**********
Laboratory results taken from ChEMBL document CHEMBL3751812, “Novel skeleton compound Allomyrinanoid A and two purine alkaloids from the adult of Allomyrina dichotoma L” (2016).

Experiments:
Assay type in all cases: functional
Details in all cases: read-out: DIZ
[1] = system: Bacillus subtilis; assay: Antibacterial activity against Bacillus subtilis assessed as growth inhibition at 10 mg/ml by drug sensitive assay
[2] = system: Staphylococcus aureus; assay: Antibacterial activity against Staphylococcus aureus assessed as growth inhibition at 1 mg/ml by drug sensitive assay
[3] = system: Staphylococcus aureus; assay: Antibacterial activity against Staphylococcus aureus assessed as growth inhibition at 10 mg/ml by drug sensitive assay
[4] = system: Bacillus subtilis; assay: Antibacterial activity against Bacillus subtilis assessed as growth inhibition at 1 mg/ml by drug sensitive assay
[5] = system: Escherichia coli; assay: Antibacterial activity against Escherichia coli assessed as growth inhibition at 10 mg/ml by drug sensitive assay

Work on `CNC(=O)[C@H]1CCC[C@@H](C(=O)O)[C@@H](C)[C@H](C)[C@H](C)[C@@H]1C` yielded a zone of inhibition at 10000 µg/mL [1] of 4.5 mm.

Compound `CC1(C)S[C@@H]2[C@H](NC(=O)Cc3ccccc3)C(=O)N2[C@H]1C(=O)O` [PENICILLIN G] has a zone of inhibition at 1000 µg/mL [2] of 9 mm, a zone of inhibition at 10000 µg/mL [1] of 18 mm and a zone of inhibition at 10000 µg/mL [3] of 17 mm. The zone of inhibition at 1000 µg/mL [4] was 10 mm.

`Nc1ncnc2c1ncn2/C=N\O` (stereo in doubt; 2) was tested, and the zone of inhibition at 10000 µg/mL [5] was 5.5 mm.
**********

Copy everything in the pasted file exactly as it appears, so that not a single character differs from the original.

Laboratory results taken from ChEMBL document CHEMBL3751812, “Novel skeleton compound Allomyrinanoid A and two purine alkaloids from the adult of Allomyrina dichotoma L” (2016).

Experiments:
Assay type in all cases: functional
Details in all cases: read-out: DIZ
[1] = system: Bacillus subtilis; assay: Antibacterial activity against Bacillus subtilis assessed as growth inhibition at 10 mg/ml by drug sensitive assay
[2] = system: Staphylococcus aureus; assay: Antibacterial activity against Staphylococcus aureus assessed as growth inhibition at 1 mg/ml by drug sensitive assay
[3] = system: Staphylococcus aureus; assay: Antibacterial activity against Staphylococcus aureus assessed as growth inhibition at 10 mg/ml by drug sensitive assay
[4] = system: Bacillus subtilis; assay: Antibacterial activity against Bacillus subtilis assessed as growth inhibition at 1 mg/ml by drug sensitive assay
[5] = system: Escherichia coli; assay: Antibacterial activity against Escherichia coli assessed as growth inhibition at 10 mg/ml by drug sensitive assay

Work on `CNC(=O)[C@H]1CCC[C@@H](C(=O)O)[C@@H](C)[C@H](C)[C@H](C)[C@@H]1C` yielded a zone of inhibition at 10000 µg/mL [1] of 4.5 mm.

Compound `CC1(C)S[C@@H]2[C@H](NC(=O)Cc3ccccc3)C(=O)N2[C@H]1C(=O)O` [PENICILLIN G] has a zone of inhibition at 1000 µg/mL [2] of 9 mm, a zone of inhibition at 10000 µg/mL [1] of 18 mm and a zone of inhibition at 10000 µg/mL [3] of 17 mm. The zone of inhibition at 1000 µg/mL [4] was 10 mm.

`Nc1ncnc2c1ncn2/C=N\O` (stereo in doubt; 2) was tested, and the zone of inhibition at 10000 µg/mL [5] was 5.5 mm.